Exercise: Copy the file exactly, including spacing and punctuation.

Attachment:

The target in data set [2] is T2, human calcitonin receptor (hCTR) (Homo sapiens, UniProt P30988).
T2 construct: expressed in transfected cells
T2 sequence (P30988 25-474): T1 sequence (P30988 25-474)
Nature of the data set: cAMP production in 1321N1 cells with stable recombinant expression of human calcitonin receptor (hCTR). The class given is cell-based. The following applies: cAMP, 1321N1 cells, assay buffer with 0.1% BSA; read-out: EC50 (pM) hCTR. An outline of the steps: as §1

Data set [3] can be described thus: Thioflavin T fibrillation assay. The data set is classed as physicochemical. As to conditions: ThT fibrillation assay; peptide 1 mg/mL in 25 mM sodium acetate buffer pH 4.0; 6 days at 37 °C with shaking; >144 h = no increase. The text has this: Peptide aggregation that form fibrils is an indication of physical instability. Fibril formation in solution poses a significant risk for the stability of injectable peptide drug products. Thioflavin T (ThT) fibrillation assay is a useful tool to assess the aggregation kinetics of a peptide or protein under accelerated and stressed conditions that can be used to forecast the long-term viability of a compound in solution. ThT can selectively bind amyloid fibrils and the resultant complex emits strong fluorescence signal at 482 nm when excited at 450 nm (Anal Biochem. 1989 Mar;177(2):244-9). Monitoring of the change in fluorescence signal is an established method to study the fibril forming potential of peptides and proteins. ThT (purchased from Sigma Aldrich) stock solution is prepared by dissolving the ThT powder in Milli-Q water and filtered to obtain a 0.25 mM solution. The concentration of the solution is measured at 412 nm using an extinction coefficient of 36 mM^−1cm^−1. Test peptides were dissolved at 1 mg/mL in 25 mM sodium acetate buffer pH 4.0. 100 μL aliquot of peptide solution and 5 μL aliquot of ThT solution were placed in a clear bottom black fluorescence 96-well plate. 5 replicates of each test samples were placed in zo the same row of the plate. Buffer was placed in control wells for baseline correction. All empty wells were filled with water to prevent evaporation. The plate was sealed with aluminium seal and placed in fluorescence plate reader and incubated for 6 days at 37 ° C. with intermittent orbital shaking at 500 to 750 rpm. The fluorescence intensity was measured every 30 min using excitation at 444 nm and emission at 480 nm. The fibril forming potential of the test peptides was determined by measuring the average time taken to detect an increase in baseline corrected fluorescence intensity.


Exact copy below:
The target in data set [2] is T2, human calcitonin receptor (hCTR) (Homo sapiens, UniProt P30988).
T2 construct: expressed in transfected cells
T2 sequence (P30988 25-474): T1 sequence (P30988 25-474)
Nature of the data set: cAMP production in 1321N1 cells with stable recombinant expression of human calcitonin receptor (hCTR). The class given is cell-based. The following applies: cAMP, 1321N1 cells, assay buffer with 0.1% BSA; read-out: EC50 (pM) hCTR. An outline of the steps: as §1

Data set [3] can be described thus: Thioflavin T fibrillation assay. The data set is classed as physicochemical. As to conditions: ThT fibrillation assay; peptide 1 mg/mL in 25 mM sodium acetate buffer pH 4.0; 6 days at 37 °C with shaking; >144 h = no increase. The text has this: Peptide aggregation that form fibrils is an indication of physical instability. Fibril formation in solution poses a significant risk for the stability of injectable peptide drug products. Thioflavin T (ThT) fibrillation assay is a useful tool to assess the aggregation kinetics of a peptide or protein under accelerated and stressed conditions that can be used to forecast the long-term viability of a compound in solution. ThT can selectively bind amyloid fibrils and the resultant complex emits strong fluorescence signal at 482 nm when excited at 450 nm (Anal Biochem. 1989 Mar;177(2):244-9). Monitoring of the change in fluorescence signal is an established method to study the fibril forming potential of peptides and proteins. ThT (purchased from Sigma Aldrich) stock solution is prepared by dissolving the ThT powder in Milli-Q water and filtered to obtain a 0.25 mM solution. The concentration of the solution is measured at 412 nm using an extinction coefficient of 36 mM^−1cm^−1. Test peptides were dissolved at 1 mg/mL in 25 mM sodium acetate buffer pH 4.0. 100 μL aliquot of peptide solution and 5 μL aliquot of ThT solution were placed in a clear bottom black fluorescence 96-well plate. 5 replicates of each test samples were placed in zo the same row of the plate. Buffer was placed in control wells for baseline correction. All empty wells were filled with water to prevent evaporation. The plate was sealed with aluminium seal and placed in fluorescence plate reader and incubated for 6 days at 37 ° C. with intermittent orbital shaking at 500 to 750 rpm. The fluorescence intensity was measured every 30 min using excitation at 444 nm and emission at 480 nm. The fibril forming potential of the test peptides was determined by measuring the average time taken to detect an increase in baseline corrected fluorescence intensity.